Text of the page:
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Compulsory happiness

Taking pills for unhappiness reinforces the idea that being sad is not human

india Updated: Aug 11, 2013 21:46 IST

I was trouble at school. “Like a monkey at the zoo, Giles is intent on displaying himself from his least flattering angle,” said one teacher in my term report, a document strewn with words like “disruptive” and “unfocused”. Thank God this was in the early 1980s, otherwise I bet someone would have suggested Ritalin. For, since the mid 1980s, society has decided that adolescent trouble-making is some sort of medical condition. We have given it a scientific-sounding classification, ADHD, securing a sense that a messy adolescence is pathological, some sort of chemical imbalance. Thus the scientists are called in to reinforce generally conservative norms of appropriate behaviour. In the US, between 1987 and 2007, there was a 35-fold increase in the number of children being classified as having some form of mental deficiency.

Of course, there are alternative narratives of my trouble-causing. I hated school because I wanted to live by a different story to the one proposed by the British public school system. Or, maybe, I preferred having fun to reading Chaucer. That may be a less noble account, but hardly pathological, or in need of some medical classification. But deviation from social conformity is increasingly seen to be something in need of a pill. In Britain in 1999, there were 158,000 prescriptions written for Ritalin. In 2010 it was 661,463.

The same thing has happened with depression and drugs like Prozac; though calling it depression is already to classify a particular kind of experience as something quasi-medical, thus leading one to think in terms of medical treatment. Sometimes I am just sad. Sometimes pissed off. Sometimes smothered in darkness. But we often lump all these experiences together simply because pharmaceutical companies have developed a certain sort of treatment. And, once you have a hammer in your hand, it is convenient to see every problem in terms of its being a nail. We have found the solution, now let’s make the problem fit the solution we have available. It’s a form of reverse engineering.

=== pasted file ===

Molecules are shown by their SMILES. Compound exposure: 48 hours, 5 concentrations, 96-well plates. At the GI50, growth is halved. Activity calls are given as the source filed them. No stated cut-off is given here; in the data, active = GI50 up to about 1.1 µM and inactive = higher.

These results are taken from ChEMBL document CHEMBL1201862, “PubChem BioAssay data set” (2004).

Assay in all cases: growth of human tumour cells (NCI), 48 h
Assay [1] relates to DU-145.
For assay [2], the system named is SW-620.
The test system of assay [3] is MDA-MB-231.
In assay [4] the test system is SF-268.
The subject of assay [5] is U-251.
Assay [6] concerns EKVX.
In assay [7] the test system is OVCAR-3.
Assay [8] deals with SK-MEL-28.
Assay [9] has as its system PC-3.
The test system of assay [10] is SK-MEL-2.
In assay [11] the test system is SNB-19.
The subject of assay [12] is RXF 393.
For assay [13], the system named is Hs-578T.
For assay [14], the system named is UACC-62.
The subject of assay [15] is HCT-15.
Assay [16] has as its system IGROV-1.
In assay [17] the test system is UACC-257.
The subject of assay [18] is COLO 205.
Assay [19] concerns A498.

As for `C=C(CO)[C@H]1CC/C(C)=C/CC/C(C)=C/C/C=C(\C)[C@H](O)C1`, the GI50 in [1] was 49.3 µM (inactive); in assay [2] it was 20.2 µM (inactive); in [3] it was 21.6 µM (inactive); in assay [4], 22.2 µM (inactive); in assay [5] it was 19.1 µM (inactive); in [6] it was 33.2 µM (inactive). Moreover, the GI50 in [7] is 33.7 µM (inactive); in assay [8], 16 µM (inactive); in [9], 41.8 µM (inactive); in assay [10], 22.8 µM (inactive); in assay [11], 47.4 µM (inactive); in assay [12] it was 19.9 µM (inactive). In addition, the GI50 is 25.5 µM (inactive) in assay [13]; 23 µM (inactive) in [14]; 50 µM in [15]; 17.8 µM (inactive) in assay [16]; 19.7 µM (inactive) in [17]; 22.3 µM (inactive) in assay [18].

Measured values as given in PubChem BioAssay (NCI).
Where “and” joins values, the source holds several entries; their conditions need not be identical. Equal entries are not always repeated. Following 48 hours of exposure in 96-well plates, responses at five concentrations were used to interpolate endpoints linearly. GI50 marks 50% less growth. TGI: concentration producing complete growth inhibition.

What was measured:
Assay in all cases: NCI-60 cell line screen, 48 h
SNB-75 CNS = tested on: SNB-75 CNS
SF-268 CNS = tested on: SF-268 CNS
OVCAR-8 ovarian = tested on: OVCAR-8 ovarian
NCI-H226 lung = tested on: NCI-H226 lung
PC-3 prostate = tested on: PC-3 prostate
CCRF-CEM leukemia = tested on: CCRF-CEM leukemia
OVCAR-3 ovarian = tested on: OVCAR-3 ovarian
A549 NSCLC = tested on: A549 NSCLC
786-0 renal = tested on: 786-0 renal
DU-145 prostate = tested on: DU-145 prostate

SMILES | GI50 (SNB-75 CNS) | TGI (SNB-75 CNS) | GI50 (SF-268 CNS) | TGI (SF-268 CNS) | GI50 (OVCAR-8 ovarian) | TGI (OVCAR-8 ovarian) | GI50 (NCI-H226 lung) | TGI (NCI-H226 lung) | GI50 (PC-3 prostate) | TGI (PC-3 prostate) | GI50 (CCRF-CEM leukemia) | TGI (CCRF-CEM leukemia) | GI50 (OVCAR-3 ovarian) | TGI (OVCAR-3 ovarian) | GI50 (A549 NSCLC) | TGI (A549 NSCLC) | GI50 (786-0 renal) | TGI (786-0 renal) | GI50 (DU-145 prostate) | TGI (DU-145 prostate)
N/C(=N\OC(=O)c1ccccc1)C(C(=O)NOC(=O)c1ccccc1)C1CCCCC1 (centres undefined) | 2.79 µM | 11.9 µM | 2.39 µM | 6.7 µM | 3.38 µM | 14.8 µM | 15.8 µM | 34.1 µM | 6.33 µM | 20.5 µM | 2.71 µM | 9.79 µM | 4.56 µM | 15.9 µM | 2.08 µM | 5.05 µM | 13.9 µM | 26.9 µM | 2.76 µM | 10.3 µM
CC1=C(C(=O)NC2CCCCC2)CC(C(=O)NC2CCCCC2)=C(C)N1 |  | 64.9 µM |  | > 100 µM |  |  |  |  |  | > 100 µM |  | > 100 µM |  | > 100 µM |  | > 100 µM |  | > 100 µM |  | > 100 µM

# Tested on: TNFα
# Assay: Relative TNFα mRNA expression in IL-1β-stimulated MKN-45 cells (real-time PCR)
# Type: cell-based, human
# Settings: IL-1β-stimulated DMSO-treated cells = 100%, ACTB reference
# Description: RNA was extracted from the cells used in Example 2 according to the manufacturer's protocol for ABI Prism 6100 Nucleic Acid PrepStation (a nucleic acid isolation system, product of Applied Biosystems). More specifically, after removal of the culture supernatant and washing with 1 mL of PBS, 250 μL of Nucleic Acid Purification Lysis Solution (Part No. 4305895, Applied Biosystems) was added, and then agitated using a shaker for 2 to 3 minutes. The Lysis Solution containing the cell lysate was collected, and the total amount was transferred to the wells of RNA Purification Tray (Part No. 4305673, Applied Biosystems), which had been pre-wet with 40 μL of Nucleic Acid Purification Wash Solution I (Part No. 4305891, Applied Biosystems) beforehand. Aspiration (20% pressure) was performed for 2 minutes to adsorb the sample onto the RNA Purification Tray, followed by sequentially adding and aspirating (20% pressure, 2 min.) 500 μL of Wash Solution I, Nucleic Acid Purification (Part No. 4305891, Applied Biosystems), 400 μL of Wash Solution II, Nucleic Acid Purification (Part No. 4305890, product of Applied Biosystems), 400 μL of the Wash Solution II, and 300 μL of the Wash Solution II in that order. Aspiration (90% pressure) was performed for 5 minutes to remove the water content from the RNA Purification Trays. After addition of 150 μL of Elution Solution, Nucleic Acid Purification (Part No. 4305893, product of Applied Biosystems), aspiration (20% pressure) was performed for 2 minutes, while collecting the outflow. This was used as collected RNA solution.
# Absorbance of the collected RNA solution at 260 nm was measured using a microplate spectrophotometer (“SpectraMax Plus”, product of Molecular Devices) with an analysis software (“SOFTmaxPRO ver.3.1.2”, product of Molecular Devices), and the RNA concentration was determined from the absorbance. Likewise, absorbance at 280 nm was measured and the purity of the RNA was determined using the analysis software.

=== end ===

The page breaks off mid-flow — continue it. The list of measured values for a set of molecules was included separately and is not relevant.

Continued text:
It is significant that psychoactive drugs were originally developed for other purposes. Drugs such as Thorazine, Miltown and Marsilid were developed in the 1950s as ways to treat infections. But they were also seen to have mood-altering side-effects — though scientists had no idea why or how. So, as several writers have pointed out, “instead of developing a drug to fit an abnormality an abnormality was postulated to fit a drug”. Thus we are encouraged to think of our problems in terms of the lucrative solutions to problems we didn’t know we had. In this way, the pharmaceutical companies are responsible for the very conditions they propose to alleviate

Forget the fact that some people are miserable because they are struggling on zero-hours contracts, or have lost their partner or have been watching the news too much — if we translate misery into some sort of chemical imbalance then someone can make big money out of it. But unhappiness is often a perfectly proper response to the state of the world. If you have a shit job or a shit home life, being unhappy is hardly inappropriate. At best, many of the drugs we are popping only deal with the symptoms of all this, not the causes. At worst, they pathologise deviations for normalcy, thus helping to police the established values of consumer capitalism, and reinforcing the very unhappiness that they purport to cure.

Yes, there are some for whom happiness can be reclaimed by doing a bit more exercise or being more sociable. This sounds healthier than pills. But for those for whom these are not solutions, let’s not make it worse by insisting upon the compulsory happiness of the smiley face. For, like the drugs, this can be just another way of shutting people up.

The Guardian